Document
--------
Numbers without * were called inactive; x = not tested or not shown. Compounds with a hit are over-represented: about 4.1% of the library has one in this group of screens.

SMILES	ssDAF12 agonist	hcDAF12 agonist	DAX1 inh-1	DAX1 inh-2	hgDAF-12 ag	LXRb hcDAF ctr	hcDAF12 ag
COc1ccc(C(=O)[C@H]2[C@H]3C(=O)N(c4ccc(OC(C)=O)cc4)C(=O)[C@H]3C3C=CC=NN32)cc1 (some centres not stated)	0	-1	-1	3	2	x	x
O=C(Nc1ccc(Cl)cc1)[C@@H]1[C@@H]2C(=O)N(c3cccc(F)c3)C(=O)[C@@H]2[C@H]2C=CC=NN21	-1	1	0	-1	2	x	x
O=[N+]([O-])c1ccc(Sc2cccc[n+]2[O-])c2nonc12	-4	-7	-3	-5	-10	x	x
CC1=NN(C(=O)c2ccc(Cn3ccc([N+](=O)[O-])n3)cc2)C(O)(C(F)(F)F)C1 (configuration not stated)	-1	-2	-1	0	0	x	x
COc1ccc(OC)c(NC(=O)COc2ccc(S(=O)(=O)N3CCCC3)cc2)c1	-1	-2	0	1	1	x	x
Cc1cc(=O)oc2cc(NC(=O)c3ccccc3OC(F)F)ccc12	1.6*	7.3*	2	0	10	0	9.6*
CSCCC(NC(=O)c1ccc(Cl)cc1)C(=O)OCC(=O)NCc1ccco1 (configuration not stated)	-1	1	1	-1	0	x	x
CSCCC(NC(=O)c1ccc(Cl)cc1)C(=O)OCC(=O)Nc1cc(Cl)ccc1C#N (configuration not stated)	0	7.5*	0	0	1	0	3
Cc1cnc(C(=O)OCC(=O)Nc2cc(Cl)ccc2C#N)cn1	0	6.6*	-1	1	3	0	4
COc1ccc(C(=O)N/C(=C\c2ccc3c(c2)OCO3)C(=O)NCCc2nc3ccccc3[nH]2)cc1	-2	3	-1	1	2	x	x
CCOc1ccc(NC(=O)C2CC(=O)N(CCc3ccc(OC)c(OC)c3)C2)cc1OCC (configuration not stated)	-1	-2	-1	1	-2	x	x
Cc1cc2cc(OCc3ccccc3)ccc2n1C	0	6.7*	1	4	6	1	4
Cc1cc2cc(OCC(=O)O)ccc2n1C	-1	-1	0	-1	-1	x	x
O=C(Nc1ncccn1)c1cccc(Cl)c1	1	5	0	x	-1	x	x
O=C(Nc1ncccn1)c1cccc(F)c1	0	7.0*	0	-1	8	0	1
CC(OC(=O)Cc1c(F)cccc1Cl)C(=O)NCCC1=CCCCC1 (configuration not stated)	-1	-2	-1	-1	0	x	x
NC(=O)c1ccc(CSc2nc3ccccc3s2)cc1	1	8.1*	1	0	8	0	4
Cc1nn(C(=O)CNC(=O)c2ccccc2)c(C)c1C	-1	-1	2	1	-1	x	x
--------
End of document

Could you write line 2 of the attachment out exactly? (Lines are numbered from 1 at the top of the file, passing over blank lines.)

SMILES	ssDAF12 agonist	hcDAF12 agonist	DAX1 inh-1	DAX1 inh-2	hgDAF-12 ag	LXRb hcDAF ctr	hcDAF12 ag